Then I caught the tail end of a departmental team-building trivia game party. Alas, I don't know much trivia, so I mostly team-builded by congratulating my team-mates when they knew something.


I worked in Kirkland in the morning. In the afternoon, I caught a bus to Seattle and checked in to the place where I'd be staying the weekend: my old standby the University Motel (aka the University Hotel).

I hot-footed it over to work's Fremont office, but didn't get there until after 4, so I didn't get to talk with many people. I found Reza H., which was nice—but he was about to move to the SF Bay Area, so I couldn't say "Good thing I came up to Seattle to visit so that we could talk." I got to talk to Scott M. a little... but overall, I wish I'd gotten my act together to have gotten to the Seattle office earlier in the day.

I had a good dinner: Far East Mexican Grill had some darned good Asian-fusion-tacos. No, really.


2-Tone Platform

Saturday Morning, I headed over to Brasserie Margaux (a.k.a. the restaurant at the Warwick Hotel) for an average-food brunch with some above-average company. It was a gathering of ex-Geoworks/Blue Mug folks. Jon McClintock was there. Instead of doing hands-on computer security stuff, he was managing other folks doing hands-on computer security stuff. Matt Armstrong was there, talking about stuff on which I took illegible notes that made no sense a while later. Ah well. Davina was there, talking about the strange world of IT accounting. The kids Tori and Eli were there. Tori was talking about D&D and doing Sudoku puzzles. Eli was planning a party.

After the brunch, I had a little time, but not much. I headed down to the water. I found an observation point that had a checkerboard floor. If the 2-Tone Game had been set in Seattle, this would have been a perfect spot for a puzzle. From a nearby pedestrian overpass, I snapped a new photo for the 36 Views of the Pier 86 Grain Terminal Project.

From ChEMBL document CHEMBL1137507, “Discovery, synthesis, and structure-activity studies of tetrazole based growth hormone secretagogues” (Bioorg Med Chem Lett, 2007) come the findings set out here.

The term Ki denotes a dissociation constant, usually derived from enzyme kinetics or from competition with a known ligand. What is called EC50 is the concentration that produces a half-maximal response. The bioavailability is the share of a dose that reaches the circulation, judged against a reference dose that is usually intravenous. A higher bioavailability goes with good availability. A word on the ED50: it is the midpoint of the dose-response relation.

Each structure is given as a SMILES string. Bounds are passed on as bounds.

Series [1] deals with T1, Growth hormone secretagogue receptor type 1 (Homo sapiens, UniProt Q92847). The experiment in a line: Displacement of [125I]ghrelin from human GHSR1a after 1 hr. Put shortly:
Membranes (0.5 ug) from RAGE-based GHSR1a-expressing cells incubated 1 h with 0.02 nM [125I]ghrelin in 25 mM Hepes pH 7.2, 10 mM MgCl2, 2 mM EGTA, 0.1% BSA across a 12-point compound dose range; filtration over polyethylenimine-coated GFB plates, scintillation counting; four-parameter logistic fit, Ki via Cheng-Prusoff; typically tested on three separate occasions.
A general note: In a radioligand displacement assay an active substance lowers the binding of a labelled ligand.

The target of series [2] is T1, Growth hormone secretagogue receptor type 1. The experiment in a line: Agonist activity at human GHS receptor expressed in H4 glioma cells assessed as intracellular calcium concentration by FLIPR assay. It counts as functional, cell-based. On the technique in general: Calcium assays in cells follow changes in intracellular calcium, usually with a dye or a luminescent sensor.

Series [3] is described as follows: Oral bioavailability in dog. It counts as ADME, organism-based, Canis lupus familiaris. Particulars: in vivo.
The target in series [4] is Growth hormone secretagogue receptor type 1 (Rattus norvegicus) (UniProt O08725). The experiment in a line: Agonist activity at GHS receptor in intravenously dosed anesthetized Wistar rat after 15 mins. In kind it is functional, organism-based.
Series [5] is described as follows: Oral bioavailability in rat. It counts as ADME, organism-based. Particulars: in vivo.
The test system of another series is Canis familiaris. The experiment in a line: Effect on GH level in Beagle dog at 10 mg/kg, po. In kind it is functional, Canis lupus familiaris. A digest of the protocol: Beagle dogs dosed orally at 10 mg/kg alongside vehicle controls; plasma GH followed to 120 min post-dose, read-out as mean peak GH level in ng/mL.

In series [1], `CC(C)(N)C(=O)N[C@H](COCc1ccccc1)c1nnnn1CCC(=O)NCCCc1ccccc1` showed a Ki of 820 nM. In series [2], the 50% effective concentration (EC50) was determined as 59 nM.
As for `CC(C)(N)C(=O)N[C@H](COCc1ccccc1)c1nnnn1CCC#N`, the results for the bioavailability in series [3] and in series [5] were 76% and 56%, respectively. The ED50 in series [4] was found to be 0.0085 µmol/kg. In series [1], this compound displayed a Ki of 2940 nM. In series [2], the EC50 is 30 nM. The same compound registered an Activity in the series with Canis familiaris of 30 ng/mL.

Back in the U. District, I headed over to Trabant to drink some coffee and have a little conversation with Jeff Phillips and Donna Whitlock of puzzlehunt team Los Jefes. They did not let me know that they would soon be announcing the World Henchmen Organization game a few weeks later. I remember that one Seattle puzzlehunt couple told me: "There's rumors going around that some group might be running a Game up here soon." I don't remember which couple it was who said that—because I dismissively didn't believe it.

A strange idea came up during this conversation: A puzzle-hunt based on the Family Feud idea of giving popular answers. So it wouldn't be enough to come up with the Right Answer for a puzzle. Teams would need to figure out what the most popular answers were—presumably the right answer and a few red herrings.

There was also some talk about traveling for work: traveling to places like Mountain View CA and Dallas TX, finding "a little island of Microsoft" in those places.


Indoor Soccer

When I made it to Nancy, Cedric, and Paul's house in Greenlake, they had a couple of guests: a neighborhood kid and his mom, just then met by chance. It was good news that Paul had another potential playmate in the neighborhood. And they seemed to be getting along pretty well. It turned out that the mom was a co-worker of mine, Becky A. Eventually, we escorted these folks back to their house, which was just down the street.

Lunch was at Tangletown Brewpub, good as ever. We talked about parental health and happier topics.

Then there was a planned playdate with Louise and Gus, more neighborhood folks. This was a Microsoft family. As near as I could tell, all of Greenlake was populated with young parent employees of large software firms.

Then it was time for soccer.

A former military base down by Lake Washington was now a park. Former hangars were now indoor soccer pitches. Though it was damp out, Paul was able to run around inside playing soccer. These kids were pretty young, and it wasn't always easy to recognize their activity as being soccer qua soccer.


Mecha Flamingo

Monday was a travel day—time to go back to San Francisco. At the airport, there was a sort of Rube Goldberg statue that incorporate, among other things, a plastic lawn flamingo.

I flew over the Tacoma Narrows Bridge. A while later, I flew over the Golden Gate Bridge. A while later, I was back home again.